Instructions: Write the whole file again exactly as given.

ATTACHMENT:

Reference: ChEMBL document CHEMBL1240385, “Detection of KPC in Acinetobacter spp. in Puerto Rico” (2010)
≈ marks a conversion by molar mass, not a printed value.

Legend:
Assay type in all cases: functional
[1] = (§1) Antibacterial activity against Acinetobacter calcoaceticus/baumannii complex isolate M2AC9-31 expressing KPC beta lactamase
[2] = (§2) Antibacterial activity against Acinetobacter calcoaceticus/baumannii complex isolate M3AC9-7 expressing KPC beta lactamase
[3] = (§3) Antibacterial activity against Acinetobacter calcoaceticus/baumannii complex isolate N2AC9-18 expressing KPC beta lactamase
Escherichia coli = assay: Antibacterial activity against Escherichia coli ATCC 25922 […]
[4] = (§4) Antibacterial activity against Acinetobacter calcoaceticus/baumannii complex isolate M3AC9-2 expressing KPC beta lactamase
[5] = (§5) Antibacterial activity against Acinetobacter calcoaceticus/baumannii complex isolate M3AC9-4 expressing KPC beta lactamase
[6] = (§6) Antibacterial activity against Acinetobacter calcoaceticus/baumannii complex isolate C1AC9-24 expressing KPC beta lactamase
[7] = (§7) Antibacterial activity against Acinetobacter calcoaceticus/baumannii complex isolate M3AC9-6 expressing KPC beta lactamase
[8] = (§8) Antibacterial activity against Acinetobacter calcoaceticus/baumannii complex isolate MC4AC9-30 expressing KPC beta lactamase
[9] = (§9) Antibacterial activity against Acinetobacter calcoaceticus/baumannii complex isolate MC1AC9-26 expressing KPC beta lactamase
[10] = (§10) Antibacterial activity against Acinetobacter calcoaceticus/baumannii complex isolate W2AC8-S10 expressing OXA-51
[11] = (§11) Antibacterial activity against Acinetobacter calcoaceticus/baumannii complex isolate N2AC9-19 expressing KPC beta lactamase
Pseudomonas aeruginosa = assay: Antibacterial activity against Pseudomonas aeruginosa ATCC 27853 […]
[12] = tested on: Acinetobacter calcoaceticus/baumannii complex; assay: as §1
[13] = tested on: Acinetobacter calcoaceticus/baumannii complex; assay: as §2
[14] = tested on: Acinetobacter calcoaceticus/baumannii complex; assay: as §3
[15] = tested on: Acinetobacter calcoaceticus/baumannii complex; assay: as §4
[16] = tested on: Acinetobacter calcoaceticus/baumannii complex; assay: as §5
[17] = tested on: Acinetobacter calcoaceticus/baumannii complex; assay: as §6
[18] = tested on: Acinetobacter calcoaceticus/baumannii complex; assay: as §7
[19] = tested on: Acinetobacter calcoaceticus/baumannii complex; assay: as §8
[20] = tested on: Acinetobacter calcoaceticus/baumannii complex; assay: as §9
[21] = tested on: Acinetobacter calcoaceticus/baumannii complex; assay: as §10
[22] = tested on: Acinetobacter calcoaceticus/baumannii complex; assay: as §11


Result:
Reference: ChEMBL document CHEMBL1240385, “Detection of KPC in Acinetobacter spp. in Puerto Rico” (2010)
≈ marks a conversion by molar mass, not a printed value.

Legend:
Assay type in all cases: functional
[1] = (§1) Antibacterial activity against Acinetobacter calcoaceticus/baumannii complex isolate M2AC9-31 expressing KPC beta lactamase
[2] = (§2) Antibacterial activity against Acinetobacter calcoaceticus/baumannii complex isolate M3AC9-7 expressing KPC beta lactamase
[3] = (§3) Antibacterial activity against Acinetobacter calcoaceticus/baumannii complex isolate N2AC9-18 expressing KPC beta lactamase
Escherichia coli = assay: Antibacterial activity against Escherichia coli ATCC 25922 […]
[4] = (§4) Antibacterial activity against Acinetobacter calcoaceticus/baumannii complex isolate M3AC9-2 expressing KPC beta lactamase
[5] = (§5) Antibacterial activity against Acinetobacter calcoaceticus/baumannii complex isolate M3AC9-4 expressing KPC beta lactamase
[6] = (§6) Antibacterial activity against Acinetobacter calcoaceticus/baumannii complex isolate C1AC9-24 expressing KPC beta lactamase
[7] = (§7) Antibacterial activity against Acinetobacter calcoaceticus/baumannii complex isolate M3AC9-6 expressing KPC beta lactamase
[8] = (§8) Antibacterial activity against Acinetobacter calcoaceticus/baumannii complex isolate MC4AC9-30 expressing KPC beta lactamase
[9] = (§9) Antibacterial activity against Acinetobacter calcoaceticus/baumannii complex isolate MC1AC9-26 expressing KPC beta lactamase
[10] = (§10) Antibacterial activity against Acinetobacter calcoaceticus/baumannii complex isolate W2AC8-S10 expressing OXA-51
[11] = (§11) Antibacterial activity against Acinetobacter calcoaceticus/baumannii complex isolate N2AC9-19 expressing KPC beta lactamase
Pseudomonas aeruginosa = assay: Antibacterial activity against Pseudomonas aeruginosa ATCC 27853 […]
[12] = tested on: Acinetobacter calcoaceticus/baumannii complex; assay: as §1
[13] = tested on: Acinetobacter calcoaceticus/baumannii complex; assay: as §2
[14] = tested on: Acinetobacter calcoaceticus/baumannii complex; assay: as §3
[15] = tested on: Acinetobacter calcoaceticus/baumannii complex; assay: as §4
[16] = tested on: Acinetobacter calcoaceticus/baumannii complex; assay: as §5
[17] = tested on: Acinetobacter calcoaceticus/baumannii complex; assay: as §6
[18] = tested on: Acinetobacter calcoaceticus/baumannii complex; assay: as §7
[19] = tested on: Acinetobacter calcoaceticus/baumannii complex; assay: as §8
[20] = tested on: Acinetobacter calcoaceticus/baumannii complex; assay: as §9
[21] = tested on: Acinetobacter calcoaceticus/baumannii complex; assay: as §10
[22] = tested on: Acinetobacter calcoaceticus/baumannii complex; assay: as §11